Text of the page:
Loud and Luminous | Online Exhibition - Week 5

Loud and Luminous | Online Exhibition - Week 5

Loud and Luminous, 2020 Theme - Equality. Celebrating 100 Female Photographers. 

This week we feature artists Katrina Garvey, Katrina Crook, Keira Hudson, Kelly Slater, Kellie North, Kimberley Wallis, Kristen Flynn, Krystle Wright, Kylie Kulger and Kylie Ruszczynski.


Katrina Garvey

In an age where we all want equality, can the profoundly prelingually deaf find that acceptance that results from a sense of “we’re all on the same footing”?

Resulting from many anguishing personal and confusing and conflicting social experiences I am enduring persevering to live in a silent visual world. But it is a world that does not see equality not when we can’t communicate across to each other.

A country mother who contracts German measles knows there is a consequence – but shape will it take. The pressure to abort the unsuspecting foetus, combined with the tyranny of an unsuspecting husband leads to the birth of a deaf daughter. Snatched from certain “removal” to now a place in the sun. But did I find my place? The search is still on for equality. Is the issue my own self deaf identity - what I could be, or, is it the hearing’s private machination of what a deaf person ought to be?

I am a:

  1. person
  2. woman
  3. sister family person
  4. middle aged
  5. deaf
  6. not married binary
  7. nonbinary
  8. educated
  9. white




Katrina Crook 

Observing this girl waiting at an aquarium-viewing window had a surreal sense of foreboding. When looming suddenly out of the murky yellow depths a seal appeared, only visible briefly in silhouette when very close to the glass. The seal enclosure’s water pump was broken.

Our future generation face systemic linked challenges. Not only progressing the battle for gender equality, they face attempting to narrow the gap with fiscal equality, the balance of nature and man, to enable environmental equality.

This image is part of an ongoing series Waiting, which examines the psychology of waiting and the conversational nature of reality.




Keira Hudson


This photograph is an 8x10” tintype, captured using a large format

camera and the wet plate collodion process. Each side of the plate was captured separately, using a half frame dark slide. The image is part of a series that explores our relationship with death, and what remains after our corporeal existence has ended. It is a celebration of the diversity of the human body, whilst acknowledging we all become equal in death.



Kelly Slater


I am exploring my identity in relation the colonisation of landscapes; I contemplate both the environmental impacts of colonisation and the legacy of my colonial ancestors.

Like the plantation pines growing row on row, I am the descendent of generations of immigrants, installed to be useful and provide resources for the country.

To be equal is to be an individual; to be recognised as inherently valuable, not because I’m useful but because I am.





Kellie North


For me as a photographic artist, I love to tell stories through my imagery. Be it my stories, other women’s stories, stories in which we all connect with in one way or another. I want other women, to remember, we are not alone on this journey through life, we are all together, equally, in this kindred sisterhood and should embrace all that we are, together as one.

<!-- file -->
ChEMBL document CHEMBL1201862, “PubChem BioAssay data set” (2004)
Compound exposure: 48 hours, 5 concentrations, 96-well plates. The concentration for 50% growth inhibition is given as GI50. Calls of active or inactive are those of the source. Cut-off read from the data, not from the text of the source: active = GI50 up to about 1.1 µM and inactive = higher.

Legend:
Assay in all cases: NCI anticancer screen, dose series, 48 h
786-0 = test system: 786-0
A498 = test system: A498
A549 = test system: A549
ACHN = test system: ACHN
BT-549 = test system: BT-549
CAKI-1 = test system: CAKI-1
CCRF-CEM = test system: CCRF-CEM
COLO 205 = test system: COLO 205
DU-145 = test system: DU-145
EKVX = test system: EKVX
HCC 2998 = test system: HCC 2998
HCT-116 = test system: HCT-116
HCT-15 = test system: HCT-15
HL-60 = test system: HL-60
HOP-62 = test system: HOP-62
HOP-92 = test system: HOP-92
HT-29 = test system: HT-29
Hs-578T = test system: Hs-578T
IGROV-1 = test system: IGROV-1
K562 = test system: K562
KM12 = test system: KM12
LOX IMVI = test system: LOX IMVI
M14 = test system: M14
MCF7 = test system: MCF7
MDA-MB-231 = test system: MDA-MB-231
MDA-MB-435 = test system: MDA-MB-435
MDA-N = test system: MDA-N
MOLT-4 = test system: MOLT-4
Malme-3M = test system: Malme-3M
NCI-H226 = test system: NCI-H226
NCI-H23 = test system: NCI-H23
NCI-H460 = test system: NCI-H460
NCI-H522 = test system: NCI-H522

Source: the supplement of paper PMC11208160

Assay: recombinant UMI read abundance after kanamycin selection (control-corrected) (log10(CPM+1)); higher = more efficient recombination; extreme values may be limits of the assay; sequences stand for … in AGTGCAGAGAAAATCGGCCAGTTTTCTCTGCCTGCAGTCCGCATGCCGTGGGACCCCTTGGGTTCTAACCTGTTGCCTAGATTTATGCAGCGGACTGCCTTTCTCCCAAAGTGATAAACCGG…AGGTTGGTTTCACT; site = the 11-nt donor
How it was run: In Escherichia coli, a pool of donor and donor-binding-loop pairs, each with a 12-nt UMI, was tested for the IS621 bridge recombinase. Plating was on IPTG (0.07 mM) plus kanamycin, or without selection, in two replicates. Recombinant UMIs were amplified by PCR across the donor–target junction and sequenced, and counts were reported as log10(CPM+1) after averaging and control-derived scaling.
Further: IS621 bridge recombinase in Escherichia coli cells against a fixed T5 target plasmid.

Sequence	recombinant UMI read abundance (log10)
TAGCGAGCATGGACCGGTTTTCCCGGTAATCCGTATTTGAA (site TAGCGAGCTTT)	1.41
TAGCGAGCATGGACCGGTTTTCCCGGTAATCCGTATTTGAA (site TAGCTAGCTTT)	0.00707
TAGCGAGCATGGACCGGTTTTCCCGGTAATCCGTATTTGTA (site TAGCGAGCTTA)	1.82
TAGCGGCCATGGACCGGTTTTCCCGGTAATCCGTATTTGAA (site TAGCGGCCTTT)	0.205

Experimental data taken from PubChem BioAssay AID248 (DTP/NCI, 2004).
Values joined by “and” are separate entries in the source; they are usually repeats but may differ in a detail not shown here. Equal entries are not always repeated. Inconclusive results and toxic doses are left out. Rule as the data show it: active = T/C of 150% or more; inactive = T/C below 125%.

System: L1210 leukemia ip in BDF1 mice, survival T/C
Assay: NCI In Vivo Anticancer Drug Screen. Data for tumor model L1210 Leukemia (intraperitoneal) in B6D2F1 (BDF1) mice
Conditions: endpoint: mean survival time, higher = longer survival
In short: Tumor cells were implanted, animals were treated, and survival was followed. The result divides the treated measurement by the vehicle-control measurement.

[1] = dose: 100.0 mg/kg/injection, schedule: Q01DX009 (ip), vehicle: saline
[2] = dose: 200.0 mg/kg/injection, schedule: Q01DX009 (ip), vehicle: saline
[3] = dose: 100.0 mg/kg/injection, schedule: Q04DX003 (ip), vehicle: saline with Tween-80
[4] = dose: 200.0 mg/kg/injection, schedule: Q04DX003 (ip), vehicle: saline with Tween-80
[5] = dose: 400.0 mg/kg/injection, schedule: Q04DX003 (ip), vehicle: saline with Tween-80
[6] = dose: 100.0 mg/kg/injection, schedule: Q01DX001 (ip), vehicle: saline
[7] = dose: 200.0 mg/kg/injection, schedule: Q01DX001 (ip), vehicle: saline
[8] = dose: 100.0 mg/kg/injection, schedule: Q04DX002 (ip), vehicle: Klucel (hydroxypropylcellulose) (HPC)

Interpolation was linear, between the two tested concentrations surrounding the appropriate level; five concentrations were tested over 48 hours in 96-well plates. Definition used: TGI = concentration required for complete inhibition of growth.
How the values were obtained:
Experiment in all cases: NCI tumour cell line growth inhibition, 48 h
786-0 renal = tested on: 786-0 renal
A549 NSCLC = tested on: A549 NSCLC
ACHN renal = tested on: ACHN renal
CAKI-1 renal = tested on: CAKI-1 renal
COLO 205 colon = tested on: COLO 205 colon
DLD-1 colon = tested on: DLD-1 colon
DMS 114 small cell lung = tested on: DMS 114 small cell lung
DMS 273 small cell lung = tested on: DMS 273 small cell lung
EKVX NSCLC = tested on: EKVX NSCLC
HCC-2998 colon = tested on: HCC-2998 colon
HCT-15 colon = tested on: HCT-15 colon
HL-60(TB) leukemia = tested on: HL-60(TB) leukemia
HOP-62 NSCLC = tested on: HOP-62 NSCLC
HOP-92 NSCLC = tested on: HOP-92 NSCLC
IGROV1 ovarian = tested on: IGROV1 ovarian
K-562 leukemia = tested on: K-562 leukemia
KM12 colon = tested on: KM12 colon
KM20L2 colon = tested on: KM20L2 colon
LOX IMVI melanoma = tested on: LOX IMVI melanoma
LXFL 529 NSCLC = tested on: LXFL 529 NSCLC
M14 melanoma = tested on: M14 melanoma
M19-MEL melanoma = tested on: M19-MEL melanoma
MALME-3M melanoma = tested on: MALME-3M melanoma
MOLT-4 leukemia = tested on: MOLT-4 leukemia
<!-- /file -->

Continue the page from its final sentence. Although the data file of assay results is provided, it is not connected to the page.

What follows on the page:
When I started to create the images I create, I used myself as the story, I searched my own life for what I wanted to express and put out there into the world. Things which I was passionate about, experiences in which I has been through and used it as therapy to help me heal.

Speaking with other women, about my process and the stories I was wanting to portray through imagery I quickly realised my stories were not mine alone, but were shared with many. We were all singing from the same song sheet, so to speak.

Women are incredible. Unique, beautiful and strong and when we set aside what we ‘think’ our differences are, we find we are all equals in this game of life. Similar struggles, similar traumas, similar weaknesses, similar strengths. Looking at each other as a sister, equally, with love and support, we are able to bear witness to others as they truly are, and collectively, we will take each other to new heights.






Kimberley Wallis


My work focuses on capturing the dramatic scenes of commuters as they travel to and from the city of Melbourne each day. The public transport system of a city is the great social equalizer, all variations of socio-economic groups, ethnicities and ages use these intricately built systems to get to their destinations. By capturing the subject matter with a cinematic style, the subjects story unfolds for the viewer to interpret within their own personal bias and lens.





Kristen Flynn 


My art practice investigates identities through surrounding entities, which usually results in the foregrounding of binary oppositions such as man and nature, and in this case, beauty and deformity. I use juxtaposition and layering, to produce meaning both planned and accidental. Pomegranate Face is a self-portrait layered with a pomegranate grown by my grandmother. The organic shapes from the cross-section of the pomegranate play with my features suggesting possible make-up, bruises and deformity. I want to provoke reflection concerning the women in our lives and point out the complexity of current issues faced by women in today’s sociocultural climate.


Krystle Wright